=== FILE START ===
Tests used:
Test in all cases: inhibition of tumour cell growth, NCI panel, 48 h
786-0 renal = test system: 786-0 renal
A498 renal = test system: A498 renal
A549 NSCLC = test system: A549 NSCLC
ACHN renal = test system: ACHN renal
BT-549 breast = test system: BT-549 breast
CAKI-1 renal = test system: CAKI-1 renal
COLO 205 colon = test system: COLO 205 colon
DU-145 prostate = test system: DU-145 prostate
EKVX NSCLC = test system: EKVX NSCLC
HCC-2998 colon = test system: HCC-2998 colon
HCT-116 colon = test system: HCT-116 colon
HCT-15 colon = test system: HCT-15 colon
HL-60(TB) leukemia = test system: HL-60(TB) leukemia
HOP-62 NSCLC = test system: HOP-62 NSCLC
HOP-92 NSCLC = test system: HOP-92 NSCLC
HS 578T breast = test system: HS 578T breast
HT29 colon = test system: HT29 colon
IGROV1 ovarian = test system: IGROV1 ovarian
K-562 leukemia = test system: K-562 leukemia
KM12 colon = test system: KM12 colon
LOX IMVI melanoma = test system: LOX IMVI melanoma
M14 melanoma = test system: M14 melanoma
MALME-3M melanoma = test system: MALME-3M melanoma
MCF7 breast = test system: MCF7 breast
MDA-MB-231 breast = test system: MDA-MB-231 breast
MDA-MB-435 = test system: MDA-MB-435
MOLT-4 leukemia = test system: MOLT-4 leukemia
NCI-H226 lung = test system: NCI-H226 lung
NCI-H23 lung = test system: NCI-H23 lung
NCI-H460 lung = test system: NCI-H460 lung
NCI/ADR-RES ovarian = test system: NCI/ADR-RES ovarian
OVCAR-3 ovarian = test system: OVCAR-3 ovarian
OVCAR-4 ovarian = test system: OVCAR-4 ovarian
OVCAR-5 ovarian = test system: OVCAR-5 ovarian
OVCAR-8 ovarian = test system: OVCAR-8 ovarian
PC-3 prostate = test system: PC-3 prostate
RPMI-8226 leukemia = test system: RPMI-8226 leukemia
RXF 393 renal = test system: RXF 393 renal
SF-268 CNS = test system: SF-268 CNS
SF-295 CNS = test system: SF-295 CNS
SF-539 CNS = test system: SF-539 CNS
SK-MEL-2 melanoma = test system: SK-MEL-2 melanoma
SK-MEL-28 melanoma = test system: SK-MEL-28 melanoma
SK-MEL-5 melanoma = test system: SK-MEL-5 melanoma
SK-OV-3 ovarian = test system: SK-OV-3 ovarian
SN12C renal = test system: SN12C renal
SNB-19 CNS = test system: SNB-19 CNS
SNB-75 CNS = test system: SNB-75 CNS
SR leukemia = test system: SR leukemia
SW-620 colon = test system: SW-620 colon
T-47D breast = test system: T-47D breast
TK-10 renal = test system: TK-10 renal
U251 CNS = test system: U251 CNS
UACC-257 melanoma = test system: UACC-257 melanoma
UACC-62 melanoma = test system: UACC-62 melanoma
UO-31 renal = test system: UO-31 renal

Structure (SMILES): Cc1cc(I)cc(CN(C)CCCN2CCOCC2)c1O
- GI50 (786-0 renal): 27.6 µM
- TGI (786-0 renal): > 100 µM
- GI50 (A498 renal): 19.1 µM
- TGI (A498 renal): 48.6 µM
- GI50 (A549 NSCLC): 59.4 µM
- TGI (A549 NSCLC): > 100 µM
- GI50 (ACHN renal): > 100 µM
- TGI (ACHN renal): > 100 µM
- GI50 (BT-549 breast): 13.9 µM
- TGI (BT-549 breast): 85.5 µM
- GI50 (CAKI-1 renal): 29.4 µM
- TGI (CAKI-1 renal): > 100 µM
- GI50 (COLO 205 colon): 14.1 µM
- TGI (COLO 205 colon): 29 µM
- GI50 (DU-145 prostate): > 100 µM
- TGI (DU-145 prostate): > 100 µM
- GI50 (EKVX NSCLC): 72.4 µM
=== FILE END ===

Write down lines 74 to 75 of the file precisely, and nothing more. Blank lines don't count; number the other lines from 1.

- GI50 (DU-145 prostate): > 100 µM
- TGI (DU-145 prostate): > 100 µM